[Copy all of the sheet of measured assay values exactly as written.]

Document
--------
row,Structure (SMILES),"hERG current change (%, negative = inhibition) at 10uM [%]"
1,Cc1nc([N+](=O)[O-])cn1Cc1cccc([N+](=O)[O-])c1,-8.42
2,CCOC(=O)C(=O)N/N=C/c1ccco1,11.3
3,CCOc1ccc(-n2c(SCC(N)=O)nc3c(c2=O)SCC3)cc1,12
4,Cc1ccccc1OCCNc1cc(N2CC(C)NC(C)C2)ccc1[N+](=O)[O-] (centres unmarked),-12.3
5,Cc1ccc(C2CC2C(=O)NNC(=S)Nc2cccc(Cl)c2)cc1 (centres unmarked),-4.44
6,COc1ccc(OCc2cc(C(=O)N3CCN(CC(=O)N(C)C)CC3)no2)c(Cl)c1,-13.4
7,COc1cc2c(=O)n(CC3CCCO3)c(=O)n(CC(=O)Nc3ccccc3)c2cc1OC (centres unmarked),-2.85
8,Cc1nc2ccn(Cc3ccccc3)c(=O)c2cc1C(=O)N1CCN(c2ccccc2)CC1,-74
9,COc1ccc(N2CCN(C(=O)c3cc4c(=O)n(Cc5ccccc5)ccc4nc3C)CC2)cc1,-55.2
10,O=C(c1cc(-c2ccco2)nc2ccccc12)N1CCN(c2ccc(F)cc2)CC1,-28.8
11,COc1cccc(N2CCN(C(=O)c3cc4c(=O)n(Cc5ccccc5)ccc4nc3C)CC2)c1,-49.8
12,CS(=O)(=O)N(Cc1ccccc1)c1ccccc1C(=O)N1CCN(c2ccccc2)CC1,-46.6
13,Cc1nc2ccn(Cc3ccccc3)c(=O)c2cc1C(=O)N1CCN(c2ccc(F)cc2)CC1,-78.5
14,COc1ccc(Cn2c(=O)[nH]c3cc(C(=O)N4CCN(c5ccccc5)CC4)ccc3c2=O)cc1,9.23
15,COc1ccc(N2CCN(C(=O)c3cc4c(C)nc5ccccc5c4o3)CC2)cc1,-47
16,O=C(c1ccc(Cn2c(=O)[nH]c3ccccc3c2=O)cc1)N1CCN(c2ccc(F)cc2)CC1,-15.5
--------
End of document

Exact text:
row,Structure (SMILES),"hERG current change (%, negative = inhibition) at 10uM [%]"
1,Cc1nc([N+](=O)[O-])cn1Cc1cccc([N+](=O)[O-])c1,-8.42
2,CCOC(=O)C(=O)N/N=C/c1ccco1,11.3
3,CCOc1ccc(-n2c(SCC(N)=O)nc3c(c2=O)SCC3)cc1,12
4,Cc1ccccc1OCCNc1cc(N2CC(C)NC(C)C2)ccc1[N+](=O)[O-] (centres unmarked),-12.3
5,Cc1ccc(C2CC2C(=O)NNC(=S)Nc2cccc(Cl)c2)cc1 (centres unmarked),-4.44
6,COc1ccc(OCc2cc(C(=O)N3CCN(CC(=O)N(C)C)CC3)no2)c(Cl)c1,-13.4
7,COc1cc2c(=O)n(CC3CCCO3)c(=O)n(CC(=O)Nc3ccccc3)c2cc1OC (centres unmarked),-2.85
8,Cc1nc2ccn(Cc3ccccc3)c(=O)c2cc1C(=O)N1CCN(c2ccccc2)CC1,-74
9,COc1ccc(N2CCN(C(=O)c3cc4c(=O)n(Cc5ccccc5)ccc4nc3C)CC2)cc1,-55.2
10,O=C(c1cc(-c2ccco2)nc2ccccc12)N1CCN(c2ccc(F)cc2)CC1,-28.8
11,COc1cccc(N2CCN(C(=O)c3cc4c(=O)n(Cc5ccccc5)ccc4nc3C)CC2)c1,-49.8
12,CS(=O)(=O)N(Cc1ccccc1)c1ccccc1C(=O)N1CCN(c2ccccc2)CC1,-46.6
13,Cc1nc2ccn(Cc3ccccc3)c(=O)c2cc1C(=O)N1CCN(c2ccc(F)cc2)CC1,-78.5
14,COc1ccc(Cn2c(=O)[nH]c3cc(C(=O)N4CCN(c5ccccc5)CC4)ccc3c2=O)cc1,9.23
15,COc1ccc(N2CCN(C(=O)c3cc4c(C)nc5ccccc5c4o3)CC2)cc1,-47
16,O=C(c1ccc(Cn2c(=O)[nH]c3ccccc3c2=O)cc1)N1CCN(c2ccc(F)cc2)CC1,-15.5